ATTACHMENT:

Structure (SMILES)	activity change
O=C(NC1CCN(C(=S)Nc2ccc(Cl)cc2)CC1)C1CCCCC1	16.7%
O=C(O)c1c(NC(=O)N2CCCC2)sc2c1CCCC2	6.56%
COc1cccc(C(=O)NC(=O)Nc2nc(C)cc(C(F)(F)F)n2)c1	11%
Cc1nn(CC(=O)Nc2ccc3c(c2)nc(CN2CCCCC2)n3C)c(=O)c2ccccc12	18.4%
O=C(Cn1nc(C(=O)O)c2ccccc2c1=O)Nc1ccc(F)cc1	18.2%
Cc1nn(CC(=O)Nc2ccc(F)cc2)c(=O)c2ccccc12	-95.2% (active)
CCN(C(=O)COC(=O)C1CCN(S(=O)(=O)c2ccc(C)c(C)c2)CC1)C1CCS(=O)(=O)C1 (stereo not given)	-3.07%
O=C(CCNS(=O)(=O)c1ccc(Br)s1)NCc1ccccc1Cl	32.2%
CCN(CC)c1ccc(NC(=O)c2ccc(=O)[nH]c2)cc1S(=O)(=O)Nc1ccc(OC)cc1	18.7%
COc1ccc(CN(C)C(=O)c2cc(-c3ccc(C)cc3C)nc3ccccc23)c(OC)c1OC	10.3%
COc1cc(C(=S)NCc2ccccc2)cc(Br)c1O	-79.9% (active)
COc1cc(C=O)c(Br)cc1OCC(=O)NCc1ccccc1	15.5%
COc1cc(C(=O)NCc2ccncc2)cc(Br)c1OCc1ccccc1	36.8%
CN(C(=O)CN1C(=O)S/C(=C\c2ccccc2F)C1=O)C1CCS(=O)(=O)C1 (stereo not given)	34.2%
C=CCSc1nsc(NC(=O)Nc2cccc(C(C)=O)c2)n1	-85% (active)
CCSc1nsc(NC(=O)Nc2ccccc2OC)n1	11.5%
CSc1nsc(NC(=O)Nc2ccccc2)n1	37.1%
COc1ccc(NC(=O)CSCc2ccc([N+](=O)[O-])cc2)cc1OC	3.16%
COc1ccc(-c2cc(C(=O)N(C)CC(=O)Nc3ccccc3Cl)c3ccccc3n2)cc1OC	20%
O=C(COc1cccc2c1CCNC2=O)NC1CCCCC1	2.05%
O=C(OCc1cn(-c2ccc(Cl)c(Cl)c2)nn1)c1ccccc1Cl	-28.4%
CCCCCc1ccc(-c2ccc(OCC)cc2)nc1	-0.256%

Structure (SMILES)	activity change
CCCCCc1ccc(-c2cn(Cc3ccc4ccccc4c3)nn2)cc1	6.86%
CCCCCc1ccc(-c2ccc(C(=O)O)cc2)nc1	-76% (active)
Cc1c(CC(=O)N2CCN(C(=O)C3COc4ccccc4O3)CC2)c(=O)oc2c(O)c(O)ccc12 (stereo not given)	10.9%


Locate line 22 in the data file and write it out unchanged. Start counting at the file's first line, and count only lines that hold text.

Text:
O=C(OCc1cn(-c2ccc(Cl)c(Cl)c2)nn1)c1ccccc1Cl	-28.4%